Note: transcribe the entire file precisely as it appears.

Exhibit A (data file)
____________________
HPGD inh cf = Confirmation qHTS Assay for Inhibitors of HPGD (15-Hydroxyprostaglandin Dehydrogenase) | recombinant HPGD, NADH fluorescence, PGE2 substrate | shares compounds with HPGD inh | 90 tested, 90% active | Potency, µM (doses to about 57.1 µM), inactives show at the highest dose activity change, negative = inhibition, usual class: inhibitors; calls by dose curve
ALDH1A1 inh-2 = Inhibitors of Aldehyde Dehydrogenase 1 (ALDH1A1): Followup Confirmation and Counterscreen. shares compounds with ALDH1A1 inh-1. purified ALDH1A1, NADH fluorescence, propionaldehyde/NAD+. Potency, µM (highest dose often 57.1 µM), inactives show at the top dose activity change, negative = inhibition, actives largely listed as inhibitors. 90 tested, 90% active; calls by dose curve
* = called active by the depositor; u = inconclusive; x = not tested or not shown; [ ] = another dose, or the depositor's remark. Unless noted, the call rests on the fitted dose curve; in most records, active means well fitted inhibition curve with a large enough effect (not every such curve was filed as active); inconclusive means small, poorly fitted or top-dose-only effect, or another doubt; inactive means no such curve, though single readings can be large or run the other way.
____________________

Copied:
HPGD inh cf = Confirmation qHTS Assay for Inhibitors of HPGD (15-Hydroxyprostaglandin Dehydrogenase) | recombinant HPGD, NADH fluorescence, PGE2 substrate | shares compounds with HPGD inh | 90 tested, 90% active | Potency, µM (doses to about 57.1 µM), inactives show at the highest dose activity change, negative = inhibition, usual class: inhibitors; calls by dose curve
ALDH1A1 inh-2 = Inhibitors of Aldehyde Dehydrogenase 1 (ALDH1A1): Followup Confirmation and Counterscreen. shares compounds with ALDH1A1 inh-1. purified ALDH1A1, NADH fluorescence, propionaldehyde/NAD+. Potency, µM (highest dose often 57.1 µM), inactives show at the top dose activity change, negative = inhibition, actives largely listed as inhibitors. 90 tested, 90% active; calls by dose curve
* = called active by the depositor; u = inconclusive; x = not tested or not shown; [ ] = another dose, or the depositor's remark. Unless noted, the call rests on the fitted dose curve; in most records, active means well fitted inhibition curve with a large enough effect (not every such curve was filed as active); inconclusive means small, poorly fitted or top-dose-only effect, or another doubt; inactive means no such curve, though single readings can be large or run the other way.